ITHACA, N.Y.—A limestone wall meant to contain lead pollution at the Ithaca Falls Natural Area was damaged from powerful flood waters on Oct. 26, leading the EPA to reinvolve itself with a site it believed it had played its final role in the remediation of.

The containment wall was finished in August 2021 and was meant to prevent lead pollution at the Former Ithaca Gun Factory from migrating into the public park. 

Michael Basile, an EPA Community Involvement Coordinator, previously said that the federal agency felt that the limestone wall would put an end to “band-aid” approaches to addressing the lead contamination.

But less than two months later it seems the wall’s functionality is partially compromised.

In an email to The Ithaca Voice, Basile wrote that the EPA estimates, “that up to 20% of the barrier could be dislodged and weakened in some fashion” as a result of the flooding.

The EPA became involved with the cleanup of the area in 2015, but only with the responsibility of cleaning up the gorge floor. With the wall’s subsequent completion in 2021, any further remediation regarding Ithaca Gun at the site was supposed to become the responsibility of the DEC.

Basile wrote that the EPA is cognizant of the impacts weather events can have on cleanup projects at contaminated sites, and the potential for it to . He wrote that the agency has been assessing the damage to the containment wall from October’s flooding. 

Basile wrote that the EPA is in close communication with the DEC as they do “an extensive sampling at the base of the falls” for contaminants and that the, “EPA will ensure that any  movement of contamination or structural issues caused by the flooding is addressed before handing responsibility over to NYSDEC.”

Located on the ridge above the Ithaca Falls Natural Area, the former Ithaca Gun Factory is classified as an Active Brownfield site by the New York State Department of Environmental Conservation (DEC). The site contains many contaminants of concern, but most infamously lead.

Despite remediation efforts that began in 2002, lead and other contaminants remain in the soil above the Ithaca Falls Natural area, and are swept down by wind and rain events into the gorge where the park is largely located, a popular area for fishing and family outings.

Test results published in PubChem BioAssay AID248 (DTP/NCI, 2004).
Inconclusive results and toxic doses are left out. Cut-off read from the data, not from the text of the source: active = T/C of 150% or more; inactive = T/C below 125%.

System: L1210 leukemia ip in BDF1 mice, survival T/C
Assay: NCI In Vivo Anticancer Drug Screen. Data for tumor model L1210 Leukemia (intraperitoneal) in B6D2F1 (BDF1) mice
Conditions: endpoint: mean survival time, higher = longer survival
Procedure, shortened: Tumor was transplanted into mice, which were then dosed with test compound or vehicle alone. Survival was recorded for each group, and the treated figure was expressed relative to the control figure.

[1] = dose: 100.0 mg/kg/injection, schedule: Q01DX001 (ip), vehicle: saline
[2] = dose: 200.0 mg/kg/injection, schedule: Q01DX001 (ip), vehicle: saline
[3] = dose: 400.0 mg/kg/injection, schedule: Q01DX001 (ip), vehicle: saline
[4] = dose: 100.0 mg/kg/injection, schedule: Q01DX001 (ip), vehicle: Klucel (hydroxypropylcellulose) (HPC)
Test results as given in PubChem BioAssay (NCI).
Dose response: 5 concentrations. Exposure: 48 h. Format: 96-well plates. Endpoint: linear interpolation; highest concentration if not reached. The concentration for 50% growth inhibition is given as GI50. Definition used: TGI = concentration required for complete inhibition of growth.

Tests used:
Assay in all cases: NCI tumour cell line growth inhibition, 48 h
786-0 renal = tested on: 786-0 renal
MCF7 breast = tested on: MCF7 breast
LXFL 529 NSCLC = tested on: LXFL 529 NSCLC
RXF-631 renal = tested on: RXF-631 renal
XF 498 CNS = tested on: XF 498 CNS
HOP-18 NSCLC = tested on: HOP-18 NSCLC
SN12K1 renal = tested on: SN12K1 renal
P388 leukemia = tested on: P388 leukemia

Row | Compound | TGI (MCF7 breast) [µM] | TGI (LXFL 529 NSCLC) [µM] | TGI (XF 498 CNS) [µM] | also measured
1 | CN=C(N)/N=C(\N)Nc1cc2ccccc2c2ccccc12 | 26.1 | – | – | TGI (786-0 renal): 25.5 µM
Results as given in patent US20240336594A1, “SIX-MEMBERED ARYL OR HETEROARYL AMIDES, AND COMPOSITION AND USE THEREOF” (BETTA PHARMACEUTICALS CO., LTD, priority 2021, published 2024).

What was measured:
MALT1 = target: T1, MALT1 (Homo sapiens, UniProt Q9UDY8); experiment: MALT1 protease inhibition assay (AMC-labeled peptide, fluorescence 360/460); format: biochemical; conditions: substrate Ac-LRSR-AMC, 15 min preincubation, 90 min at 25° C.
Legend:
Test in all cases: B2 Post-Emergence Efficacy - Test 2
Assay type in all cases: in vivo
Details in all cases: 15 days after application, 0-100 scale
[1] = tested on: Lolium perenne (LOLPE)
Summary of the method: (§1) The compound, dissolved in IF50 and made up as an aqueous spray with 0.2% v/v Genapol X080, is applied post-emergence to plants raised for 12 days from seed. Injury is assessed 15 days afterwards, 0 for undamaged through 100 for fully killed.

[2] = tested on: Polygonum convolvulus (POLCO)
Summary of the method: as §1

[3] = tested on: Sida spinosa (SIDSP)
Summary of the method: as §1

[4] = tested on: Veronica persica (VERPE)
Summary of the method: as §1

Sources familiar with the matter said that the DEC has been in contact with the EPA since Nov. 1, when a site inspection was conducted by the DEC after Oct. 26’s flooding. The source shared that on Nov. 16, the DEC met with EPA officials and a construction contractor to assess the flood damage at the site and the changed conditions within the gorge. 

In an email to The Ithaca Voice the DEC wrote that it is “committed to ensuring the protection of public health and the environment from the contamination related to the former Ithaca Gun factory and is overseeing the cleanup of both the main site and adjacent areas, including the mitigation work conducted by EPA at the Fall Creek Gorge.”

The lead contamination was discovered in the mid 1990s by the DEC, but it wasn’t until 2000 when environmental watchdog Walter Hang discovered the soil contaminations that remediation efforts were prompted. 

Since then thousands of tons of soil have been removed from the former Ithaca Gun site, and along with smaller excavations of soil from the gorge floor and areas surrounding the former Ithaca Gun Factory. Lead and other contaminants continue to be detected in levels dangerous to human health on the ridge where Ithaca Gun was located. Plans for the development of the site from Travis Hyde Properties—first proposed in 2018—resulted in the production of a remedial work plan in April 2021. Soil sampling showed that the severity of the lead pollution is scattered, but on the surface level is consistently far above the 400 ppm levels that are safe for human health.

Credit: Provided / Ramboll

Jimmy Jordan

Jimmy Jordan is a general assignment reporter for the Ithaca Voice. Questions? Story tips? Contact him at jjordan@ithacavoice.com Connect with him on Twitter @jmmy_jrdn